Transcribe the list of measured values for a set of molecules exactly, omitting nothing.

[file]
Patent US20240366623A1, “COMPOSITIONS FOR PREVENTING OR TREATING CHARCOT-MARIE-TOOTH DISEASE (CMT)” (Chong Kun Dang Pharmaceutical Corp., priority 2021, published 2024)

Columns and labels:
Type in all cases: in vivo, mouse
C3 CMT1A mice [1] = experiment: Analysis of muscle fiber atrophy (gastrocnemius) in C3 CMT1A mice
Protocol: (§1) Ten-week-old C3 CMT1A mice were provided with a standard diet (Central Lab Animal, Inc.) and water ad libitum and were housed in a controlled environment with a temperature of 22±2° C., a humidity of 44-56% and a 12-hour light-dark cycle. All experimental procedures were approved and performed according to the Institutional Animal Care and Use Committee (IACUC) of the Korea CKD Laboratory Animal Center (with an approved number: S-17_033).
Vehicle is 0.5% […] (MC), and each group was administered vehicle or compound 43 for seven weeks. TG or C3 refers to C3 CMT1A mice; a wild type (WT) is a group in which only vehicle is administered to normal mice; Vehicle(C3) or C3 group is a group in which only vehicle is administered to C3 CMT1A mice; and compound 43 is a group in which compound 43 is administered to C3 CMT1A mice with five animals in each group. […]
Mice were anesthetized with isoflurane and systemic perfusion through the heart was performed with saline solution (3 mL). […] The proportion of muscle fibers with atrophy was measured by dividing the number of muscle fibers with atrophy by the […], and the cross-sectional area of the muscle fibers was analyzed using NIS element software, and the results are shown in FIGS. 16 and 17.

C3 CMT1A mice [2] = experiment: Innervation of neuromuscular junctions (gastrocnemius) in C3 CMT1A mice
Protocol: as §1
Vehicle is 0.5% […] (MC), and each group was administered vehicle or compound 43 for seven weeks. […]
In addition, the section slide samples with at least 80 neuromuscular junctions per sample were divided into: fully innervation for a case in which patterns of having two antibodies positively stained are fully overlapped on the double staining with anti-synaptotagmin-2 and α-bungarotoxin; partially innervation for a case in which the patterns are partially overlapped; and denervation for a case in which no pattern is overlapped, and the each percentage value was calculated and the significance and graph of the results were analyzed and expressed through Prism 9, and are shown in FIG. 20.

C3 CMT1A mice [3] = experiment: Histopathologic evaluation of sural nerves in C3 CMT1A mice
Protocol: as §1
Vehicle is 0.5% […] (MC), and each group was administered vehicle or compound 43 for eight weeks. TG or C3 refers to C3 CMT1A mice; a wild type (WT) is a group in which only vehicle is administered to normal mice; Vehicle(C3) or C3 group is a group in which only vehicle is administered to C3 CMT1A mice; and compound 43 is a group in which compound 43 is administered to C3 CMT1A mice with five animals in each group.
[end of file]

Patent US20240366623A1, “COMPOSITIONS FOR PREVENTING OR TREATING CHARCOT-MARIE-TOOTH DISEASE (CMT)” (Chong Kun Dang Pharmaceutical Corp., priority 2021, published 2024)

Columns and labels:
Type in all cases: in vivo, mouse
C3 CMT1A mice [1] = experiment: Analysis of muscle fiber atrophy (gastrocnemius) in C3 CMT1A mice
Protocol: (§1) Ten-week-old C3 CMT1A mice were provided with a standard diet (Central Lab Animal, Inc.) and water ad libitum and were housed in a controlled environment with a temperature of 22±2° C., a humidity of 44-56% and a 12-hour light-dark cycle. All experimental procedures were approved and performed according to the Institutional Animal Care and Use Committee (IACUC) of the Korea CKD Laboratory Animal Center (with an approved number: S-17_033).
Vehicle is 0.5% […] (MC), and each group was administered vehicle or compound 43 for seven weeks. TG or C3 refers to C3 CMT1A mice; a wild type (WT) is a group in which only vehicle is administered to normal mice; Vehicle(C3) or C3 group is a group in which only vehicle is administered to C3 CMT1A mice; and compound 43 is a group in which compound 43 is administered to C3 CMT1A mice with five animals in each group. […]
Mice were anesthetized with isoflurane and systemic perfusion through the heart was performed with saline solution (3 mL). […] The proportion of muscle fibers with atrophy was measured by dividing the number of muscle fibers with atrophy by the […], and the cross-sectional area of the muscle fibers was analyzed using NIS element software, and the results are shown in FIGS. 16 and 17.

C3 CMT1A mice [2] = experiment: Innervation of neuromuscular junctions (gastrocnemius) in C3 CMT1A mice
Protocol: as §1
Vehicle is 0.5% […] (MC), and each group was administered vehicle or compound 43 for seven weeks. […]
In addition, the section slide samples with at least 80 neuromuscular junctions per sample were divided into: fully innervation for a case in which patterns of having two antibodies positively stained are fully overlapped on the double staining with anti-synaptotagmin-2 and α-bungarotoxin; partially innervation for a case in which the patterns are partially overlapped; and denervation for a case in which no pattern is overlapped, and the each percentage value was calculated and the significance and graph of the results were analyzed and expressed through Prism 9, and are shown in FIG. 20.

C3 CMT1A mice [3] = experiment: Histopathologic evaluation of sural nerves in C3 CMT1A mice
Protocol: as §1
Vehicle is 0.5% […] (MC), and each group was administered vehicle or compound 43 for eight weeks. TG or C3 refers to C3 CMT1A mice; a wild type (WT) is a group in which only vehicle is administered to normal mice; Vehicle(C3) or C3 group is a group in which only vehicle is administered to C3 CMT1A mice; and compound 43 is a group in which compound 43 is administered to C3 CMT1A mice with five animals in each group.